extension of time, use of the Programme Contingency or adjustment to the contract sum despite the
contractor not having made any claim or proposals under the normal condition precedent channels
The Unit comments that this authority is:
a very important potential relaxation of the otherwise exacting provisions of the Contract in
relation to notice of claims. It will arguably impose an added responsibility on the ER to
decide in each case where he feels an extension of time or adjustment to the Contract Sum is
appropriate, whether or not to grant it where the Contractor would otherwise have lost his
entitlement because of a failure to give notice.
This provision seems to contradict the condition precedent requirements stated earlier in subclause
10.3 and introduces a degree of uncertainty as to whether strict compliance with the notice,
information and ascertainment procedures set out in that subclause is obligatory.
Subclause 10.6 Adjustments to the Contract Sum
The operation of subclause 10.6 is fundamentally important to the administration of claims and
operates where a proposal for an instruction has not been sought. Its focus is on valuing varied work
after the event. The opening sentence reads: Adjustments to the Contract Sum for a Compensation
Event shall only be for the value of any additional, substituted and omitted work required as a
result of the Compensation Event under this subclause 10.6 and any delay cost under subclause
10.7.
28

Fahy and Forde (2014) consider this sentence to be very significant and merits careful
consideration. They suggest that this sentence means that there are only the following two means
of adjusting the Contract Sum:
1. due to the impact of the Compensation Event on the work to be completed, and
2. due to the impact of the Compensation Event on the time for completion.
That is, the Contract Sum will only be adjusted for varied or delayed work. The subsequent rules
governing varied work i.e. additional, substituted, and omitted work generally correspond with the
valuation rules for variations included in the RIAI, with the main difference being the additional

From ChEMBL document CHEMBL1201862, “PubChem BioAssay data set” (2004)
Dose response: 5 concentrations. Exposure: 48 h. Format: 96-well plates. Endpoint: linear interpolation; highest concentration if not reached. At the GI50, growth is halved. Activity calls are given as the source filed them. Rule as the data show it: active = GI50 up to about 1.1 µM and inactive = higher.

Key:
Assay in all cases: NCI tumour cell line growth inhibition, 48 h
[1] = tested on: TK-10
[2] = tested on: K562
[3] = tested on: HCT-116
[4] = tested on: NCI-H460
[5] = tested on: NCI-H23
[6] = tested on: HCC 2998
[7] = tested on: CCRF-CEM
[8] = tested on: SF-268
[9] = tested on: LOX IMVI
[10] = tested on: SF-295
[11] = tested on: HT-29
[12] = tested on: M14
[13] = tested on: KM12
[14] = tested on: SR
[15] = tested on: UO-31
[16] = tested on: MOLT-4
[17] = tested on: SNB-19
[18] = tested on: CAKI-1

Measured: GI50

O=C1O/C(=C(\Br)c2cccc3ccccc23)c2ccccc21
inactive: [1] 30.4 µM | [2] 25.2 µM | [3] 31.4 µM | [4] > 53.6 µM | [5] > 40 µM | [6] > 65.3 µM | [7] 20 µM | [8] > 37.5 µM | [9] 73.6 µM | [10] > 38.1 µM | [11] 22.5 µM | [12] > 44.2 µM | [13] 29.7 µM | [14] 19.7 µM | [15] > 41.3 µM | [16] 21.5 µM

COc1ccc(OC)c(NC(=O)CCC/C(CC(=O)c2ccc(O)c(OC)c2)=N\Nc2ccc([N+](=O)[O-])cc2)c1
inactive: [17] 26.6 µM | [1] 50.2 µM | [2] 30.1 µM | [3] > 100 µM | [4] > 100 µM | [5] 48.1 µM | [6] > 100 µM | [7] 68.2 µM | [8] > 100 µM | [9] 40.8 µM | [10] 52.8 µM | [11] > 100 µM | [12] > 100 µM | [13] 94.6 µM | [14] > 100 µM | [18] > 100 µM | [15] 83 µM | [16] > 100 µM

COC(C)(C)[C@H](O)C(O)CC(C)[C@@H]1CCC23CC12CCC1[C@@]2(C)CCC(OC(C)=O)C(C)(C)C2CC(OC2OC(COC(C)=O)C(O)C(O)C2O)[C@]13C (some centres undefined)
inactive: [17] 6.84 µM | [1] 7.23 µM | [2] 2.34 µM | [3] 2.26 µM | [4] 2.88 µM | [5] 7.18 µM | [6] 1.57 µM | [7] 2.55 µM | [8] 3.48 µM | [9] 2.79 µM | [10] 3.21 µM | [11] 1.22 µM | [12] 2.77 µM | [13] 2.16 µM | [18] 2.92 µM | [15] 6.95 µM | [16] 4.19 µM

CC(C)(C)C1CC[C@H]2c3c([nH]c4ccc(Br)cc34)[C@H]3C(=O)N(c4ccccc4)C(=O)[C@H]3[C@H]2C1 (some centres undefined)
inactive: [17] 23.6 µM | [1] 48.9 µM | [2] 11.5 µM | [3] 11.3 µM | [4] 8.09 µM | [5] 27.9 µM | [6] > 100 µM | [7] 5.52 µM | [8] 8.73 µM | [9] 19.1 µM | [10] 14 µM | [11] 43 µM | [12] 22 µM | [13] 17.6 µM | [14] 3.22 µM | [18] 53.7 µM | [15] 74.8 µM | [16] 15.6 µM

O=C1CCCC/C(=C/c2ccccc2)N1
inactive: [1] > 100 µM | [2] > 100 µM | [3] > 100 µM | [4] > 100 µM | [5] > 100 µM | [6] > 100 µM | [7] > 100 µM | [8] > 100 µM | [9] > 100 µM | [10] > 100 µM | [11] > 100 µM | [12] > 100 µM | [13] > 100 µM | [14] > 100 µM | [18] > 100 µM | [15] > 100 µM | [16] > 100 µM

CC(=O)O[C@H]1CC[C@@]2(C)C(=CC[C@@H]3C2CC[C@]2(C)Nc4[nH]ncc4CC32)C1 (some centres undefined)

detail in how cost reimbursement daywork claims are handled.
The terms additional and omitted work present little difficulty, however Fahy and Forde (2014)
consider the term substituted as comprising not only a mix of addition/omission but it also covers
work carried out under different constraints. They are of the view:
All of the subclauses of 10.6 provide for the valuation of substituted work and it is
suggested that this must include for changes in constraints under which the work is carried
out where change can be imposed by any one of the Compensation Events in a particular
contract
It appears, therefore, that original work which may have been delayed or disrupted due to changed
conditions brought about by the Compensation Event may be covered by this term. If this
interpretation is correct the disrupted work could be valued by applying the appropriate valuation
rules set out in subclauses 10.6.2 to 10.6.4, these are: adjusted contract rates, fair valuation, and on
the basis of cost reimbursement. Fahy and Forde comment that the valuation rules are in
hierarchical order, but that cost reimbursement under subclause 10.6.4 is an alternative to the other
methods and is only applied at the employers representatives discretion. This option is valued on
the basis of rates inserted by the contractor in Schedule Part 2D of the Contract.
With regard to the valuation of additional or substituted work under subclause 10.6.4 Schedule Part
2D requires contractors tender submissions to include:
hourly rates for craftspeople, general operatives and apprentices;
percentage additions to the cost of materials, and
29

percentage additions or deductions to the cost of plant


The Department of Public Expenditure and Reform (DPER) (2013) advise that these should not be